This handsome outdoor arrangement will bring enjoyment throughout the coldest months. Though it looks luxurious and richly textured, it's surprisingly easy to replicate. The main element is a 90-centimetre-tall, potted blue spruce, which has been placed in a large, frost-resistant, fibreglass container and decorated with boughs, branches, leaves and cones. (If you already have a potted dwarf conifer, simply decorate it as described. Alternatively, substitute a small, freshly cut, well-anchored Christmas tree for the spruce.)
- One potted blue spruce (such as Picea pungens ‘Compacta', ‘Corbet', ‘Bakeri', ‘Fat Albert' or ‘R.H. Montgomery'), about 90 centimetres tall
- Silver fir (Abies alba) boughs
- Southern magnolia (Magnolia grandiflora) stems with leaves
- Variegated Oregon boxwood (Paxistima myrtifolia) or Variegated boxwood (Buxus sempervirens ‘Aureovariegata') branches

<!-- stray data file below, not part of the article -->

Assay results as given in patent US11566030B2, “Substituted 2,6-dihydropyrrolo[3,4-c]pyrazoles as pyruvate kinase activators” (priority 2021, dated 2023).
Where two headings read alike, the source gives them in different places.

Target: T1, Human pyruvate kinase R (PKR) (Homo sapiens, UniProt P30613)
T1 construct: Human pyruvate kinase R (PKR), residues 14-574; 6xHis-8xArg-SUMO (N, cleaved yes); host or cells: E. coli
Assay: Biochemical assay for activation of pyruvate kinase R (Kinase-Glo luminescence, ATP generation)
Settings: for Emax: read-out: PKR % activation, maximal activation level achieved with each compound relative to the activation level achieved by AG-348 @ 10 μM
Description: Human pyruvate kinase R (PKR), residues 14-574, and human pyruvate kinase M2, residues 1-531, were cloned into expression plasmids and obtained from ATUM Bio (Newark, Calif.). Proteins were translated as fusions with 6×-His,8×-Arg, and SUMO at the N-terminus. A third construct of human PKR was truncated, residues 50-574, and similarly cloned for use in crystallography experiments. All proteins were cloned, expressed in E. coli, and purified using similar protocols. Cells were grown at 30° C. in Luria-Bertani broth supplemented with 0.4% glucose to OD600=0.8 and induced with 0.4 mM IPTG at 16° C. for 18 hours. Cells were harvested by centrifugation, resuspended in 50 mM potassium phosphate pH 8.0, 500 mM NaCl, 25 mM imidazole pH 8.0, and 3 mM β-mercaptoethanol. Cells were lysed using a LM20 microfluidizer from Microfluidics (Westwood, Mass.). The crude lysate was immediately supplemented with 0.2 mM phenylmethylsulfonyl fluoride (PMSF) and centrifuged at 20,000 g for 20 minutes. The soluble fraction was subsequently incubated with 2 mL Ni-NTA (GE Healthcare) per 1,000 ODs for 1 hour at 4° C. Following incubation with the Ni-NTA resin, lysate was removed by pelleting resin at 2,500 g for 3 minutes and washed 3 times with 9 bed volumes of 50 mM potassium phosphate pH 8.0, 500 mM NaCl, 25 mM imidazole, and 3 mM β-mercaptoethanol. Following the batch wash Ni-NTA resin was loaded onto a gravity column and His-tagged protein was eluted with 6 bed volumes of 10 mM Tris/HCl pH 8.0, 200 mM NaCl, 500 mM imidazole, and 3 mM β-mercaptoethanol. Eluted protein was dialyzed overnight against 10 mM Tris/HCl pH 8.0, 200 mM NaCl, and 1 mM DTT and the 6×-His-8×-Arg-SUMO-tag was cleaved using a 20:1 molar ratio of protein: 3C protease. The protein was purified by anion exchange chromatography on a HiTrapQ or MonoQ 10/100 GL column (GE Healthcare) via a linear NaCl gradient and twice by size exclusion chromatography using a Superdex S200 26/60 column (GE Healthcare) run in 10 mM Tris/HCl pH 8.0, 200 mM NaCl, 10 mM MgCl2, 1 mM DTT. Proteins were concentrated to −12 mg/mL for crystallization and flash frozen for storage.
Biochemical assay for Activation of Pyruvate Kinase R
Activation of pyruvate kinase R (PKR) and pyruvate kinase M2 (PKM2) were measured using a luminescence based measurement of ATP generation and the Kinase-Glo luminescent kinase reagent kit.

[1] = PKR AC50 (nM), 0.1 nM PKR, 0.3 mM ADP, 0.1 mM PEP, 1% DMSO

- Large, staked pine cones
- Western red cedar (Thuja plicata) boughs
You'll also need:
- Large, frost-resistant container
- Pruning shears or secateurs
- 22-gauge florist's wire and cutter
- Gardening gloves
- Anti-transpirant spray for cut branches (do not use on potted blue spruce)
Putting it together
Step 1: Position potted spruce in a large, frost-resistant container with drainage holes. Insert a generous assortment of boughs and branches around the tree's base as shown, pushing them well into the soil (do not cut them too short or they will dry out). Cascade a few more over the rim of the container to hide its edges.
Step 2: Using florist's wire, bind together two pieces of variegated boxwood, one staked pine cone and a large magnolia stem. Create as many of these clusters as you like, positioning them as desired among the upper boughs of the spruce. Affix clusters with additional wire.
Step 3: Water pot well and keep soil moist until freeze-up; the spruce may overwinter in warmer arts of the country. For extra insurance, water during any late-winter thaws and, when possible, heap some snow around the spruce to keep it from drying out.